See more objects with the tag interior, circles, domestic, home, symmetry, pop culture, folded, tie-dye.

See more objects with the color sienna chocolate silver indianred rosybrown or see all the colors for this object.

Object Timeline



  • Work on this object began.


  • We acquired this object.




  • You found it!

Sidewall, Tie-Dye, 1958

This is a Sidewall. It was designed by Barbara White. It is dated 1958 and we acquired it in 2000. Its medium is hand-dyed and folded japanese paper. It is a part of the Wallcoverings department.

Created with Japanese paper and water-soluble inks, White executed most of her designs by adding moisture to the ink, folding the paper, and squeezing to distribute and blend the colors. The ancient technique of tie-dyeing gained popularity in the West in the 1960s and 1970s, when it was associated with the hippie movement.

This object was featured in our Object of the Day series in a post titled Wallpapers in Tie-dye.

This object was donated by Barbara White. It is credited Gift of Barbara White.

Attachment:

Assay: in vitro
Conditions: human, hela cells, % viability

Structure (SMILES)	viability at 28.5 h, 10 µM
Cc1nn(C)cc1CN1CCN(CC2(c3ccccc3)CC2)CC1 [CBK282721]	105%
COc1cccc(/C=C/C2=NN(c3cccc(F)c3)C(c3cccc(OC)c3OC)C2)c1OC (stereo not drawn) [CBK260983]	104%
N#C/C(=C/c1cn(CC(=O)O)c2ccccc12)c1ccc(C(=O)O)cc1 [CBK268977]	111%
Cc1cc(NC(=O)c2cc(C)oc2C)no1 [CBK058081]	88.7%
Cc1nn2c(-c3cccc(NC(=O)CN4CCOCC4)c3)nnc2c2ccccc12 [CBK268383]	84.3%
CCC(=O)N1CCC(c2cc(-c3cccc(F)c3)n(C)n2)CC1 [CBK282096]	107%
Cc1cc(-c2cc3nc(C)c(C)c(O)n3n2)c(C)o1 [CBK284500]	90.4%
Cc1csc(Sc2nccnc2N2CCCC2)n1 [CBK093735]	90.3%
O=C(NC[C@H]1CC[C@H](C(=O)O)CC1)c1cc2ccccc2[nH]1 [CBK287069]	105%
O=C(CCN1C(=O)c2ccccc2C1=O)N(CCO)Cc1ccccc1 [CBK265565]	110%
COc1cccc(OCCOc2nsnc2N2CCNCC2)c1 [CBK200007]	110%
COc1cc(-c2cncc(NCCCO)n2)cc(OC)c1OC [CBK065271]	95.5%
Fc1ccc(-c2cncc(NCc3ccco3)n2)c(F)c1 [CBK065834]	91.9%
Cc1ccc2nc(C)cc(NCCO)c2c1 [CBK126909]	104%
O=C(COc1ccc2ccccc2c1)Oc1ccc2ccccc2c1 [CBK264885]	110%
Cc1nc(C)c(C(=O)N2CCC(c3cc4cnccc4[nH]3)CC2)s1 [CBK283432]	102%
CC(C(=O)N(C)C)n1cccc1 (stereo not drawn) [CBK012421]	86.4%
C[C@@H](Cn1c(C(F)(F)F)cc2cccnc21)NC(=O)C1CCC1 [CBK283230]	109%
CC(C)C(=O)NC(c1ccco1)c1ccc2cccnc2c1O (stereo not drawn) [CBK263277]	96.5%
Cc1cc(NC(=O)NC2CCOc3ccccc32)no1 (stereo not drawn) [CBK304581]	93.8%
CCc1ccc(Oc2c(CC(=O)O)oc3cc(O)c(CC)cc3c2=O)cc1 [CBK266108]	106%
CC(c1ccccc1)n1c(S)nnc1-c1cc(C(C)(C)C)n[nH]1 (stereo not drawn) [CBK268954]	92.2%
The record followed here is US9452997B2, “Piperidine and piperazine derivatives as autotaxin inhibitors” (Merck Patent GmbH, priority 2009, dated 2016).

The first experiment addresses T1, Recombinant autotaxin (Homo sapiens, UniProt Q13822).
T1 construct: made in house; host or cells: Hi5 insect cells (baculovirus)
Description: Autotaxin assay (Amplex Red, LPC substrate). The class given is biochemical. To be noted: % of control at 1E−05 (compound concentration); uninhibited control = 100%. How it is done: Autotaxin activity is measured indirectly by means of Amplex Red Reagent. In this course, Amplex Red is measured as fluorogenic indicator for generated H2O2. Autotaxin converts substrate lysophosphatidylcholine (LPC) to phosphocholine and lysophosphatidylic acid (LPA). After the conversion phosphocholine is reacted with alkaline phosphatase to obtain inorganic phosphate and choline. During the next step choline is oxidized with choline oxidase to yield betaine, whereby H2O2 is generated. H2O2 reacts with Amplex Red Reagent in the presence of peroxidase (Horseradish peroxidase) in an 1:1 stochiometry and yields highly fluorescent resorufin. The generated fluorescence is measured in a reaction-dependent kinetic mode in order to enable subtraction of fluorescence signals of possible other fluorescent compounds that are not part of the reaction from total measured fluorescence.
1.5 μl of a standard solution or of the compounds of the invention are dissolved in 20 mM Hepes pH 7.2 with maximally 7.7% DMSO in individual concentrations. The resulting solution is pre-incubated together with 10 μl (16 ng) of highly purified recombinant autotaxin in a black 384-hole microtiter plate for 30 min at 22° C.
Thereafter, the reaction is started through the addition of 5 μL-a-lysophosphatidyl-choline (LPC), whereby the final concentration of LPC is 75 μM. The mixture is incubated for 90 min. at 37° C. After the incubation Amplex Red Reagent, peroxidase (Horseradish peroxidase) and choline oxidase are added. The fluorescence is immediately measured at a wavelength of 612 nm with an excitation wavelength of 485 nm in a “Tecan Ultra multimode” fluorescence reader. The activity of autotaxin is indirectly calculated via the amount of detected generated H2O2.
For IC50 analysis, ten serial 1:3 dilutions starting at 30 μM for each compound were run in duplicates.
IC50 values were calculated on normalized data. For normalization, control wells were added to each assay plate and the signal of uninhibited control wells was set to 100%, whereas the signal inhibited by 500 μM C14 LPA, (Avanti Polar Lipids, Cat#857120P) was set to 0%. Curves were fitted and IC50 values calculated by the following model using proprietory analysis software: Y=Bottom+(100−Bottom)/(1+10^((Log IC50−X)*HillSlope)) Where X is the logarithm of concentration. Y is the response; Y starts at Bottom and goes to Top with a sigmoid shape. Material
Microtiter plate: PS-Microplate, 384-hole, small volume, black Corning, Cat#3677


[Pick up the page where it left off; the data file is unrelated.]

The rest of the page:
Our curators have highlighted 10 objects that are related to this one. Here are three of them, selected at random:

Its dimensions are

45.7 x 61.0 cm (18 x 24 in. )

Cite this object as

Sidewall, Tie-Dye, 1958; Designed by Barbara White (American, n.d.); USA; hand-dyed and folded japanese paper; 45.7 x 61.0 cm (18 x 24 in. ); Gift of Barbara White; 2000-64-1

This object was previously on display as a part of the exhibition Making Design.

This object may be subject to Copyright or other restrictions.

You are welcome to make fair use of this image under U.S. Copyright law and in compliance with our terms of use. Please note that you are responsible for determining whether your use is fair and for responding to any claims that may arise from your use.

For higher resolution or commercial use contact ArtResource.

If you would like to cite this object in a Wikipedia article please use the following template:

<ref name=CH>{{cite web |url= |title=Sidewall, Tie-Dye, 1958 |author=Cooper Hewitt, Smithsonian Design Museum |accessdate=22 January 2020 |publisher=Smithsonian Institution}}</ref>